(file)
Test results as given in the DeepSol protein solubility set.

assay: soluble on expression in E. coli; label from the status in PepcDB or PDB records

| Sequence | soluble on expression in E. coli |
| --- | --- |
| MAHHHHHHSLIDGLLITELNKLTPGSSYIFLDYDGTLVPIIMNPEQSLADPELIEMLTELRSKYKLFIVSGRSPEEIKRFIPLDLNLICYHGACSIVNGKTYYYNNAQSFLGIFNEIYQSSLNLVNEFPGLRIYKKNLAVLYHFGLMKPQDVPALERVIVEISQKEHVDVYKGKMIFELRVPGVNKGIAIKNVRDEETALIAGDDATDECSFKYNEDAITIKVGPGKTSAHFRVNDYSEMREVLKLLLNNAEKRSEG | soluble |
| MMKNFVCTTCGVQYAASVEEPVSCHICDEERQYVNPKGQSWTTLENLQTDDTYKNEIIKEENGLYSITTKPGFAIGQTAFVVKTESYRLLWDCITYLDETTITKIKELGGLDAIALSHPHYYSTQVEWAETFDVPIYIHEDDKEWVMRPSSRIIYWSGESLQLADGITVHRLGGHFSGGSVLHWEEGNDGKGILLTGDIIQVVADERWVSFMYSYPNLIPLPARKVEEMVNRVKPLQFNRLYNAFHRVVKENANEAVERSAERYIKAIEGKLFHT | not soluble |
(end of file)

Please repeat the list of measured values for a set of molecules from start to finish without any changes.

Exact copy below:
Test results as given in the DeepSol protein solubility set.

assay: soluble on expression in E. coli; label from the status in PepcDB or PDB records

| Sequence | soluble on expression in E. coli |
| --- | --- |
| MAHHHHHHSLIDGLLITELNKLTPGSSYIFLDYDGTLVPIIMNPEQSLADPELIEMLTELRSKYKLFIVSGRSPEEIKRFIPLDLNLICYHGACSIVNGKTYYYNNAQSFLGIFNEIYQSSLNLVNEFPGLRIYKKNLAVLYHFGLMKPQDVPALERVIVEISQKEHVDVYKGKMIFELRVPGVNKGIAIKNVRDEETALIAGDDATDECSFKYNEDAITIKVGPGKTSAHFRVNDYSEMREVLKLLLNNAEKRSEG | soluble |
| MMKNFVCTTCGVQYAASVEEPVSCHICDEERQYVNPKGQSWTTLENLQTDDTYKNEIIKEENGLYSITTKPGFAIGQTAFVVKTESYRLLWDCITYLDETTITKIKELGGLDAIALSHPHYYSTQVEWAETFDVPIYIHEDDKEWVMRPSSRIIYWSGESLQLADGITVHRLGGHFSGGSVLHWEEGNDGKGILLTGDIIQVVADERWVSFMYSYPNLIPLPARKVEEMVNRVKPLQFNRLYNAFHRVVKENANEAVERSAERYIKAIEGKLFHT | not soluble |